Madhesi parties have rejected the parliament's vote in favor of the constitution, saying it does not meet their demands. The vote comes amid government efforts to quell violent protests in Nepal's southeastern plains.
With a two-third majority, Nepal's parliament on early Sunday endorsed a bill to amend the constitution in a bid to end months of unrest in the country's southeastern plains.
"I announce that the Nepal constitution first amendment bill has been passed with a two-thirds majority in favor, said parliamentary speaker Onsari Gharti Magar.
The amendments to Nepal's new constitution address social justice, the formation of a house of representatives and the delineation of electoral constituencies to ensure minority and marginalized communities receive greater representation.
The amendment was backed by the ruling coalition and main opposition party.
However, the Madhesi parties rejected the amendment, saying it did not go far enough to address the ethnic group's demands,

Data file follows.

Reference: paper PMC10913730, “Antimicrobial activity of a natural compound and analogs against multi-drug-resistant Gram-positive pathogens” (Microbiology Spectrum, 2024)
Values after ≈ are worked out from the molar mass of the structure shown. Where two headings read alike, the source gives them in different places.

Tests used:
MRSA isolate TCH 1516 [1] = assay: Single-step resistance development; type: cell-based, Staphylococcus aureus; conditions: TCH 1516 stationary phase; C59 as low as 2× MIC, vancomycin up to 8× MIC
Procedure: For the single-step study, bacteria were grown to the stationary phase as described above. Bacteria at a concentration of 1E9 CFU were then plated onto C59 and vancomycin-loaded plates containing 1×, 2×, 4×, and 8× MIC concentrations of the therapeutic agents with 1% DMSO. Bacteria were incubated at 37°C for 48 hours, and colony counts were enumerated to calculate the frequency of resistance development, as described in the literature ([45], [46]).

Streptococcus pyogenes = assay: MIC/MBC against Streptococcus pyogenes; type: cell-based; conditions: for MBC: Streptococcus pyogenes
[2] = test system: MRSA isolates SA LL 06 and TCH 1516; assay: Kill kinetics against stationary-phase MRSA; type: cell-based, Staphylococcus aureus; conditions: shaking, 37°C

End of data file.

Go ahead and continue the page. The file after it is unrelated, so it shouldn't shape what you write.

"We reject the amendment that does little to address our demands. It does not even touch our main demand for changing the borders of the provinces," said Laxman Lal Karna of the United Democratic Madhesi Front before walking out with other lawmakers opposing the bill.
In September 2015, Nepal adopted a new constitution that reconfigured federal provinces, effectively splitting the Madhesi's ancestral homeland, which the ethnic group says will result in them having less representation in the government.
Since August, more than 50 people have been killed in protest-related violence in Nepal's southeastern plains.
ls/rc (dpa, AP, AFP)